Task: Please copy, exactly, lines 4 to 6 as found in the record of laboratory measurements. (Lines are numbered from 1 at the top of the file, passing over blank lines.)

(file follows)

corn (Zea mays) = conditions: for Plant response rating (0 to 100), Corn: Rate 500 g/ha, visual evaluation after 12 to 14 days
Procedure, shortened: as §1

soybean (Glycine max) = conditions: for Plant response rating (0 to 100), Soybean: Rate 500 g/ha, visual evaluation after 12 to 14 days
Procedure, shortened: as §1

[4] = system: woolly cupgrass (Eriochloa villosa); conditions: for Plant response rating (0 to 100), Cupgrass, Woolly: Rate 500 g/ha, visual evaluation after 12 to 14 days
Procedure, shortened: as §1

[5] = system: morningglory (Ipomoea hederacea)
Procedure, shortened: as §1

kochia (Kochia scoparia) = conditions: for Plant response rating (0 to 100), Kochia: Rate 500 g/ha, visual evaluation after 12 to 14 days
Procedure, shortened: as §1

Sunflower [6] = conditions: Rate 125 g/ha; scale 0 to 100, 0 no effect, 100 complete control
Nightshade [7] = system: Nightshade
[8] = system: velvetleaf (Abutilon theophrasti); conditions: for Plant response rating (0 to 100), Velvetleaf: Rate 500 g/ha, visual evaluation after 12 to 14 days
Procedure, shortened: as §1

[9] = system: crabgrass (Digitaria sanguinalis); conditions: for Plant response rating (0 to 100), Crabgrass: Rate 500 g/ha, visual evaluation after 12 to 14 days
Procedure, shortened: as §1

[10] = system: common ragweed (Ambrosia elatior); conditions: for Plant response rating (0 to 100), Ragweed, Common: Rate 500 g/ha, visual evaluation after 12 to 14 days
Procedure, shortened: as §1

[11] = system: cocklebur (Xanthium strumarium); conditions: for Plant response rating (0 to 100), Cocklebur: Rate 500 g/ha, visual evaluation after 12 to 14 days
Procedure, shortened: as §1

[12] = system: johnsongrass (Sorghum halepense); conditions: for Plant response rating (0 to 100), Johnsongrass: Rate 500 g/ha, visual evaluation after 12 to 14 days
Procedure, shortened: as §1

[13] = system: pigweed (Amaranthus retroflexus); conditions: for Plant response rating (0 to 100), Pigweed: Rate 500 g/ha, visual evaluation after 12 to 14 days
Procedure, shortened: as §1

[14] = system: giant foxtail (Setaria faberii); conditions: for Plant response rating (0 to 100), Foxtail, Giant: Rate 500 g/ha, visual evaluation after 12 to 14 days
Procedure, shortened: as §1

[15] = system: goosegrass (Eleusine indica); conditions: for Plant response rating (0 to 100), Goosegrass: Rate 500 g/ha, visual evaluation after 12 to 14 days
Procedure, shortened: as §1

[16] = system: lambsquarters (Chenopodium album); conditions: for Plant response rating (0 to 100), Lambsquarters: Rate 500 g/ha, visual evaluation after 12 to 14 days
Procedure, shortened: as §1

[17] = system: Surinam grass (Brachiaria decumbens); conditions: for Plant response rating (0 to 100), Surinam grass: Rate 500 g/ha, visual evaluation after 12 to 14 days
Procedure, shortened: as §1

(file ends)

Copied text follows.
Procedure, shortened: as §1

[4] = system: woolly cupgrass (Eriochloa villosa); conditions: for Plant response rating (0 to 100), Cupgrass, Woolly: Rate 500 g/ha, visual evaluation after 12 to 14 days
Procedure, shortened: as §1